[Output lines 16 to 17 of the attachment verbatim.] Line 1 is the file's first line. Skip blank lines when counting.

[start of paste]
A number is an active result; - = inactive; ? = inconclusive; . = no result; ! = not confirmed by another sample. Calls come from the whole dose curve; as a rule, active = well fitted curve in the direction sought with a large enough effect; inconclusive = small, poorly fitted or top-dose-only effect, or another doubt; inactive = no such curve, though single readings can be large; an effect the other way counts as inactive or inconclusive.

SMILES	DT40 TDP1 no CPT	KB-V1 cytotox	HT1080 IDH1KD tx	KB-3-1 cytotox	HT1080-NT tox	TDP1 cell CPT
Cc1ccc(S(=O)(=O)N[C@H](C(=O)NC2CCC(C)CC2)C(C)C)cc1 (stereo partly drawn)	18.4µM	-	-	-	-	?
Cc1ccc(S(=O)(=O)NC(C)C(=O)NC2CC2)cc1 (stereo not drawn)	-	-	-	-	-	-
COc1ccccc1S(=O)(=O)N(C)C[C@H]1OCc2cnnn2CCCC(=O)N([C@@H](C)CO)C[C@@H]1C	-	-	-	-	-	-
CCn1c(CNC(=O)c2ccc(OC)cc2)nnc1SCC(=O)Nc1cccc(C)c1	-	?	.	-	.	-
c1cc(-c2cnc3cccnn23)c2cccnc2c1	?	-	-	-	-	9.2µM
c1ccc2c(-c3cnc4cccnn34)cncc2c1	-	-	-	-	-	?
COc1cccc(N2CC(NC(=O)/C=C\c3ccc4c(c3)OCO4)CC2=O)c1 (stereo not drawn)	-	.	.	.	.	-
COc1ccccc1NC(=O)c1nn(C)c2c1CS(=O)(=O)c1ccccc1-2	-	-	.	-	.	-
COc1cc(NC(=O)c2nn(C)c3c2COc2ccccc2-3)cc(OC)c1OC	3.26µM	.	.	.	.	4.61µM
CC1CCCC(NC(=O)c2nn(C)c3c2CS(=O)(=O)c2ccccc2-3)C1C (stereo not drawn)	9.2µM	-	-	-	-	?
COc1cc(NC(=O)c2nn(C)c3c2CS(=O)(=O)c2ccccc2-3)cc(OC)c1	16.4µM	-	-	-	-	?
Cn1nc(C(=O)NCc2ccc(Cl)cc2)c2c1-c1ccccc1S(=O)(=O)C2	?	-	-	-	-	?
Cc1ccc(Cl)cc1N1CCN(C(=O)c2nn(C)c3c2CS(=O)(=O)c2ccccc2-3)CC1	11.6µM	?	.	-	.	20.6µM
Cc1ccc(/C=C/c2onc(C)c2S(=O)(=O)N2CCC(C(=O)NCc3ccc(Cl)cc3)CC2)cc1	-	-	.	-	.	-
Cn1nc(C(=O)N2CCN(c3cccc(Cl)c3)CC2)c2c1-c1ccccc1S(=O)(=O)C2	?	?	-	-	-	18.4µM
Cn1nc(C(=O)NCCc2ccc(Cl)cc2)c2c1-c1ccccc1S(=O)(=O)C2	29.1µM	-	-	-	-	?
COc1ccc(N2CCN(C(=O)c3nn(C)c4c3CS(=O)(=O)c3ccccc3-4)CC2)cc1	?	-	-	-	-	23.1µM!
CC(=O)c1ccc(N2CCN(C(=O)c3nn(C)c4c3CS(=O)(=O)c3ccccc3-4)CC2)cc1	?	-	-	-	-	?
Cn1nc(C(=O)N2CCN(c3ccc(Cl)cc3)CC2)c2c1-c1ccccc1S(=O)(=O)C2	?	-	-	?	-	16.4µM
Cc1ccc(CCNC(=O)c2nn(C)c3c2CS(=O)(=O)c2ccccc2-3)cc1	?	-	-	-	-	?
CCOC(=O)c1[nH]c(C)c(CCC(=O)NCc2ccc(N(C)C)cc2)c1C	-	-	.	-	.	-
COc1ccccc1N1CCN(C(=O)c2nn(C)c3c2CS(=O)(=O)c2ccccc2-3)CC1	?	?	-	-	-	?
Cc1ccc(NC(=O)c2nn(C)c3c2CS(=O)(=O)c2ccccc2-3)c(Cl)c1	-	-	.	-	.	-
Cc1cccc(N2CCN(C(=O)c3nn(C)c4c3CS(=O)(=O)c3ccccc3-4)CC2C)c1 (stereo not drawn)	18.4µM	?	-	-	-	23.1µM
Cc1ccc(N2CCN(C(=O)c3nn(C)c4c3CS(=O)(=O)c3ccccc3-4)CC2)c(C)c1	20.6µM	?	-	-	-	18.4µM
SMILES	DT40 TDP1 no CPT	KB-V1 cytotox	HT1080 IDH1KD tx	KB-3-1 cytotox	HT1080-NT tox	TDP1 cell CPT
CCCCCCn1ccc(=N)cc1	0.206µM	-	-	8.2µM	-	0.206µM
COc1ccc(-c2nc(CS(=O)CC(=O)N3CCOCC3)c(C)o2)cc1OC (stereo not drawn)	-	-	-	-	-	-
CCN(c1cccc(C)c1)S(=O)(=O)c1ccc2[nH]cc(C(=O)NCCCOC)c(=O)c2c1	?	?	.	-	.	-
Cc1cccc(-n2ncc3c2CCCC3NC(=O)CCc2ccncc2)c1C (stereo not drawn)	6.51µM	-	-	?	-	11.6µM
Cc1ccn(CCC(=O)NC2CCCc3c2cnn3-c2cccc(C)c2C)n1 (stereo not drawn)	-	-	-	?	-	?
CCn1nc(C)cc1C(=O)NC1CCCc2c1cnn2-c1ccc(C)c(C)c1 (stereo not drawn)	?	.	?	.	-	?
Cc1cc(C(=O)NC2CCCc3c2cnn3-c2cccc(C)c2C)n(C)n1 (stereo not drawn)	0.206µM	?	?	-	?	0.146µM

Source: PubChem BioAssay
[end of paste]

Cc1ccc(/C=C/c2onc(C)c2S(=O)(=O)N2CCC(C(=O)NCc3ccc(Cl)cc3)CC2)cc1	-	-	.	-	.	-
Cn1nc(C(=O)N2CCN(c3cccc(Cl)c3)CC2)c2c1-c1ccccc1S(=O)(=O)C2	?	?	-	-	-	18.4µM